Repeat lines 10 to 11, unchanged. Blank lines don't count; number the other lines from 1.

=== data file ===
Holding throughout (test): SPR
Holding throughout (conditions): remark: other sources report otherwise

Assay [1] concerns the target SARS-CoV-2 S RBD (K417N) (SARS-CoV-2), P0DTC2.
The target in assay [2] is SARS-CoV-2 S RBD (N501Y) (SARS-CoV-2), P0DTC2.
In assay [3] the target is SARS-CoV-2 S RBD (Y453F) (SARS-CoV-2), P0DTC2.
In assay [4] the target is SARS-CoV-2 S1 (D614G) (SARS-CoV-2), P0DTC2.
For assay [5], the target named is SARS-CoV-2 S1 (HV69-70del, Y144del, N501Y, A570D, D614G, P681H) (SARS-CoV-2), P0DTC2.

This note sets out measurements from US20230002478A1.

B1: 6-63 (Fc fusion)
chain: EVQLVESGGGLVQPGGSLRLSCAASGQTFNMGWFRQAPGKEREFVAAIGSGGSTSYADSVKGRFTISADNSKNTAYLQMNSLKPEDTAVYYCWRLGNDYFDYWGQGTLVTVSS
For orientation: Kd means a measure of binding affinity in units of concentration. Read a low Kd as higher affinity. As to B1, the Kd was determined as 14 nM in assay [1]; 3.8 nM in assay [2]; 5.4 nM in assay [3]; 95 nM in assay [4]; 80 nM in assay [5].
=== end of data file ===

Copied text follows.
chain: EVQLVESGGGLVQPGGSLRLSCAASGQTFNMGWFRQAPGKEREFVAAIGSGGSTSYADSVKGRFTISADNSKNTAYLQMNSLKPEDTAVYYCWRLGNDYFDYWGQGTLVTVSS
For orientation: Kd means a measure of binding affinity in units of concentration. Read a low Kd as higher affinity. As to B1, the Kd was determined as 14 nM in assay [1]; 3.8 nM in assay [2]; 5.4 nM in assay [3]; 95 nM in assay [4]; 80 nM in assay [5].